Empowering people with an ability to make connections and the tools to attract an audience is what the Internet is all about. And, Udemy hopes its new round of financing will help them do that for education.
Udemy, the winner of Vator Splash (May), on Tuesday announced it's raised $1 million in seed financing, from some notable names in Silicon Valley, including Keith Rabois (prolific angel investor), Russ Fradin (who sold his company Adify for $300 million), and Dave McClure.
The San Francisco-based, three-person startup has developed a platform to enable anyone to teach an online course, and make money by charging students. To-date, Udemy has signed up 1,000 instructors, ranging from people teaching poker, to technology geeks teaching Web development/design and Photo Shop. So far, Udemy has attracted 10,000 registered users (including the instructors).
"The fundamental philosophy [behind the concept] is that people want to share what they know," said Gagan Biyani, co-founder and VP of marketing at Udemy, in an interview with me. On the flip side, people also want to learn. So, they will spend thousands of dollars to buy instructional DVD's and take online courses, Gagan added.
As part of its plans to get traction with both students and instructors, the company plans to focus on building out its instructor base to find brand-name teachers, though it's unclear at this point which vertical - sports, cooking, higher education, etc. - the company will pursue.
"We don't know for sure which brand name teachers we'll be going after first," said Gagan. "But I imagine it will be folks that have an existing online audience and have previously monetized their content (either by writing a book or selling DVD's or something)."
When asked about how Udemy will compete with so much "free" educational material on the Web, Gagan responded: "We believe the value in Udemy is not simply information but a full learning experience about a given topic. For example, it is very easy to get one-off Photoshop tutorials online, but it is near-impossible to find a site that provides you an introduction to Photoshop from A-Z. Furthermore. We believe that higher value instructors don't give as much of their content away for free - and that buying a course will be like buying a book in some ways. Sure, you can find out how to be productive anywhere on the Web, but thousands of people still bought Tim Ferriss's book on the 4-hour work week."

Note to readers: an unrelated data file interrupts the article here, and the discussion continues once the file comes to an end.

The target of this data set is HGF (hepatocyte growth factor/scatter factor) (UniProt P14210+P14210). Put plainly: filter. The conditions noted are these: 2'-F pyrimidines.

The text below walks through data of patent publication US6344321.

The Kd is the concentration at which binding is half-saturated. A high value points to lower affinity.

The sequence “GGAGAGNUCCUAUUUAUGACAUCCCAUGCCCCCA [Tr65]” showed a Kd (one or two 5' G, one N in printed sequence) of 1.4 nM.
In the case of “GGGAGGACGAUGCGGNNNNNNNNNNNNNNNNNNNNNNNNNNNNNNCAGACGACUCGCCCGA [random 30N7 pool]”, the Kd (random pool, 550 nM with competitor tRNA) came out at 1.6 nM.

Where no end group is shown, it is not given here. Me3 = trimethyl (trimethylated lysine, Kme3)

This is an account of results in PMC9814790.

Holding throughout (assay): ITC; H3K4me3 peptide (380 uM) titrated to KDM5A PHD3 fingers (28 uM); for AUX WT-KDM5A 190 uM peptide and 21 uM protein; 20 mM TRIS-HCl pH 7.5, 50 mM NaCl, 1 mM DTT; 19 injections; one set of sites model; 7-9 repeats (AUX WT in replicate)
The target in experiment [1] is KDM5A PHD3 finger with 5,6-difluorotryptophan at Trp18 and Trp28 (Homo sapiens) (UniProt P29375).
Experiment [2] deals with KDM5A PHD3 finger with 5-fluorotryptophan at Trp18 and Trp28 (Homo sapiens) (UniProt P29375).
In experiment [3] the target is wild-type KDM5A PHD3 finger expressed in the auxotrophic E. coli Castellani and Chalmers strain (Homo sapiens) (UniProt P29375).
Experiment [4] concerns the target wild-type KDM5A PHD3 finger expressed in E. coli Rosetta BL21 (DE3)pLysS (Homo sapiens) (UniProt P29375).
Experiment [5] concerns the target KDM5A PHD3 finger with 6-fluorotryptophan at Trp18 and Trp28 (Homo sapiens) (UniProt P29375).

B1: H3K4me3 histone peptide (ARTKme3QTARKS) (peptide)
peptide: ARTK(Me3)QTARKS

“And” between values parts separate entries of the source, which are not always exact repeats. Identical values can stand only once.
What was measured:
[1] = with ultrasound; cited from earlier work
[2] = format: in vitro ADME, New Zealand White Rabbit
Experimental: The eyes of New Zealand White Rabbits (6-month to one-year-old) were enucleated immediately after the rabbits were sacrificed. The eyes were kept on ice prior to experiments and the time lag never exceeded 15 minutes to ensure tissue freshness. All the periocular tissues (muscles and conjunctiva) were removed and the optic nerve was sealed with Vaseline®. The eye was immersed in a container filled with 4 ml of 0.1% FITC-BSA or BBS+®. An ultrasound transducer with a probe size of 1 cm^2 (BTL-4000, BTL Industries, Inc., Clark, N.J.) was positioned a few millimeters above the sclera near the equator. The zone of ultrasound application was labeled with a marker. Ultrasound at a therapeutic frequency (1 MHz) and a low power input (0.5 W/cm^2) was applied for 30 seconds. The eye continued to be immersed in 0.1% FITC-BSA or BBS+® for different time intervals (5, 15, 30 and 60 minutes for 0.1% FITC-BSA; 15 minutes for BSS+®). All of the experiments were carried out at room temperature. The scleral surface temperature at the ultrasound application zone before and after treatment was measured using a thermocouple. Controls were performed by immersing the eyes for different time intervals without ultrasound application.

For now, instructors will have to offer their courses for free. But in about a month, Udemy plans on rolling out its monetization strategy by allowing instructors to charge their students. Udemy plans on taking 20% of the fees. Additionally, Udemy will start hiring now that it has some capital to work with. Be sure to check out Udemy's Vator profile to see the job openings.
So, how does it work for an instructor?
It's pretty straight forward. You can check out the lesson I created called: "Lessons Learned for Entrepreneurs." (See image) With the Udemy platform, I can upload video, course material and hold a live session. There's even a virtual white-board feature for diagrams. Students can also talk amongst themselves.
Udemy isn't alone in this education field. There are many sites that are serving as brokers between an educator (of any stripe) and his/her student.
As I've written in the past, Udemy is an enhanced version of iAmplify.com, which launched years ago and had ambitions to get classes online and take a broker fee from each teacher/instructor. Today, it's a platform for teachers/experts to sell their video or audio kits.
There's also EduFire, which was purchased in July for an undisclosed amount by Camelback Educaiton. Other sites are similar but more narrow in focus. For instance, Tutor.com and TutorVista focus on helping teachers provide tutoring. Learnissimo, Linkua, and iTalki help language teachers find language students.